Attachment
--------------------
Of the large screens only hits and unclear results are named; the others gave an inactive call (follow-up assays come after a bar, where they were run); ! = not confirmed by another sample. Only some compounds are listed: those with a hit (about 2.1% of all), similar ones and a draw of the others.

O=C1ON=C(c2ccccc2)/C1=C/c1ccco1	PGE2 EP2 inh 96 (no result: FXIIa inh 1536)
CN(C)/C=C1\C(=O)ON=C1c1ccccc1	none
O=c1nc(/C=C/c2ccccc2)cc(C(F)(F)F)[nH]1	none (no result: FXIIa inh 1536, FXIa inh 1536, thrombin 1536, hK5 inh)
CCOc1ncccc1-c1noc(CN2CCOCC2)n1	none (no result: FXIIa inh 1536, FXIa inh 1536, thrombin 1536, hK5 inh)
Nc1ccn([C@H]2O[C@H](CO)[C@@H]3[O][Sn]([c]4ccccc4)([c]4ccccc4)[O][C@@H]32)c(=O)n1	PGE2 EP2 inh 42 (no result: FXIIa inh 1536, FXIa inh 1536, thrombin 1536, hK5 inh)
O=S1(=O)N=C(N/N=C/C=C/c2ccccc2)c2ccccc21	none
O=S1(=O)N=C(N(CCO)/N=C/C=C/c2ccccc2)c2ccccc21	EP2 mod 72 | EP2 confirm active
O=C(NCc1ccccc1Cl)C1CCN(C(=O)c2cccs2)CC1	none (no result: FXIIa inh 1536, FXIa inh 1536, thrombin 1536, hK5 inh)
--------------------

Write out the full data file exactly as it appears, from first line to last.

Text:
Of the large screens only hits and unclear results are named; the others gave an inactive call (follow-up assays come after a bar, where they were run); ! = not confirmed by another sample. Only some compounds are listed: those with a hit (about 2.1% of all), similar ones and a draw of the others.

O=C1ON=C(c2ccccc2)/C1=C/c1ccco1	PGE2 EP2 inh 96 (no result: FXIIa inh 1536)
CN(C)/C=C1\C(=O)ON=C1c1ccccc1	none
O=c1nc(/C=C/c2ccccc2)cc(C(F)(F)F)[nH]1	none (no result: FXIIa inh 1536, FXIa inh 1536, thrombin 1536, hK5 inh)
CCOc1ncccc1-c1noc(CN2CCOCC2)n1	none (no result: FXIIa inh 1536, FXIa inh 1536, thrombin 1536, hK5 inh)
Nc1ccn([C@H]2O[C@H](CO)[C@@H]3[O][Sn]([c]4ccccc4)([c]4ccccc4)[O][C@@H]32)c(=O)n1	PGE2 EP2 inh 42 (no result: FXIIa inh 1536, FXIa inh 1536, thrombin 1536, hK5 inh)
O=S1(=O)N=C(N/N=C/C=C/c2ccccc2)c2ccccc21	none
O=S1(=O)N=C(N(CCO)/N=C/C=C/c2ccccc2)c2ccccc21	EP2 mod 72 | EP2 confirm active
O=C(NCc1ccccc1Cl)C1CCN(C(=O)c2cccs2)CC1	none (no result: FXIIa inh 1536, FXIa inh 1536, thrombin 1536, hK5 inh)